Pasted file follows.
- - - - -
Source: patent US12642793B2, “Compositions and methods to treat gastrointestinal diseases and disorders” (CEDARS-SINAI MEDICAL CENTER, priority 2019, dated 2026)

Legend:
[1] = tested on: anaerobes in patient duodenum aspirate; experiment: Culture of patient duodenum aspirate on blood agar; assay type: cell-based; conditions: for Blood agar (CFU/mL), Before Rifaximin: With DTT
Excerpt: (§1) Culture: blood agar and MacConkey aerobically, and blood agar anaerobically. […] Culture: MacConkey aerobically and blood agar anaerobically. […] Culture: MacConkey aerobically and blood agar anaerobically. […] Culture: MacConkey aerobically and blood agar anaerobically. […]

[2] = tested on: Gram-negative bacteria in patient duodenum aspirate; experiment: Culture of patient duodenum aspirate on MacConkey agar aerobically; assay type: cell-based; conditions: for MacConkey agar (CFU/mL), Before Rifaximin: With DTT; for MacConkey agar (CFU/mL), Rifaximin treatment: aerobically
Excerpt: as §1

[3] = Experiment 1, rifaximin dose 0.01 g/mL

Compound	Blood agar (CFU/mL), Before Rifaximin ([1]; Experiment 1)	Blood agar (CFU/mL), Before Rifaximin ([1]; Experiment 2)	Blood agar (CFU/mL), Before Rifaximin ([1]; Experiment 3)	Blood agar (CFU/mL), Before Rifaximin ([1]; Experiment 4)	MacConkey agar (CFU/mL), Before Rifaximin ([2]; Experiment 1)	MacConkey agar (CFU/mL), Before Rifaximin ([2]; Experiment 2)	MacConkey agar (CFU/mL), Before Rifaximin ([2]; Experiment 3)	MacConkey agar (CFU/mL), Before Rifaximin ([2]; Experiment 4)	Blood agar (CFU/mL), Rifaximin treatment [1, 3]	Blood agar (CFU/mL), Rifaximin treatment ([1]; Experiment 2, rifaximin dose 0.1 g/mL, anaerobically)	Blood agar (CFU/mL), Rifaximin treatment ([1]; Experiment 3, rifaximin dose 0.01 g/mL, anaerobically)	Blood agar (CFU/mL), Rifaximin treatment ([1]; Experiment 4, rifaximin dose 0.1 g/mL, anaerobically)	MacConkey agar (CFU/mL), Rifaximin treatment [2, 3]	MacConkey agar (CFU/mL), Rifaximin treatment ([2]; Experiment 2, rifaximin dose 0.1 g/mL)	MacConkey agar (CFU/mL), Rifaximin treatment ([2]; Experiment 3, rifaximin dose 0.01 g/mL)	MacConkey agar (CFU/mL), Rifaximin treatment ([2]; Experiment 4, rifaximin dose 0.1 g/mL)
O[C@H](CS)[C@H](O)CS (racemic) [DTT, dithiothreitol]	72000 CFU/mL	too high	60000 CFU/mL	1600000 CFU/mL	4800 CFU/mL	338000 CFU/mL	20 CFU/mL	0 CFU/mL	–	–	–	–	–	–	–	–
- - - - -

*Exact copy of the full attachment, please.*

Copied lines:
Source: patent US12642793B2, “Compositions and methods to treat gastrointestinal diseases and disorders” (CEDARS-SINAI MEDICAL CENTER, priority 2019, dated 2026)

Legend:
[1] = tested on: anaerobes in patient duodenum aspirate; experiment: Culture of patient duodenum aspirate on blood agar; assay type: cell-based; conditions: for Blood agar (CFU/mL), Before Rifaximin: With DTT
Excerpt: (§1) Culture: blood agar and MacConkey aerobically, and blood agar anaerobically. […] Culture: MacConkey aerobically and blood agar anaerobically. […] Culture: MacConkey aerobically and blood agar anaerobically. […] Culture: MacConkey aerobically and blood agar anaerobically. […]

[2] = tested on: Gram-negative bacteria in patient duodenum aspirate; experiment: Culture of patient duodenum aspirate on MacConkey agar aerobically; assay type: cell-based; conditions: for MacConkey agar (CFU/mL), Before Rifaximin: With DTT; for MacConkey agar (CFU/mL), Rifaximin treatment: aerobically
Excerpt: as §1

[3] = Experiment 1, rifaximin dose 0.01 g/mL

Compound	Blood agar (CFU/mL), Before Rifaximin ([1]; Experiment 1)	Blood agar (CFU/mL), Before Rifaximin ([1]; Experiment 2)	Blood agar (CFU/mL), Before Rifaximin ([1]; Experiment 3)	Blood agar (CFU/mL), Before Rifaximin ([1]; Experiment 4)	MacConkey agar (CFU/mL), Before Rifaximin ([2]; Experiment 1)	MacConkey agar (CFU/mL), Before Rifaximin ([2]; Experiment 2)	MacConkey agar (CFU/mL), Before Rifaximin ([2]; Experiment 3)	MacConkey agar (CFU/mL), Before Rifaximin ([2]; Experiment 4)	Blood agar (CFU/mL), Rifaximin treatment [1, 3]	Blood agar (CFU/mL), Rifaximin treatment ([1]; Experiment 2, rifaximin dose 0.1 g/mL, anaerobically)	Blood agar (CFU/mL), Rifaximin treatment ([1]; Experiment 3, rifaximin dose 0.01 g/mL, anaerobically)	Blood agar (CFU/mL), Rifaximin treatment ([1]; Experiment 4, rifaximin dose 0.1 g/mL, anaerobically)	MacConkey agar (CFU/mL), Rifaximin treatment [2, 3]	MacConkey agar (CFU/mL), Rifaximin treatment ([2]; Experiment 2, rifaximin dose 0.1 g/mL)	MacConkey agar (CFU/mL), Rifaximin treatment ([2]; Experiment 3, rifaximin dose 0.01 g/mL)	MacConkey agar (CFU/mL), Rifaximin treatment ([2]; Experiment 4, rifaximin dose 0.1 g/mL)
O[C@H](CS)[C@H](O)CS (racemic) [DTT, dithiothreitol]	72000 CFU/mL	too high	60000 CFU/mL	1600000 CFU/mL	4800 CFU/mL	338000 CFU/mL	20 CFU/mL	0 CFU/mL	–	–	–	–	–	–	–	–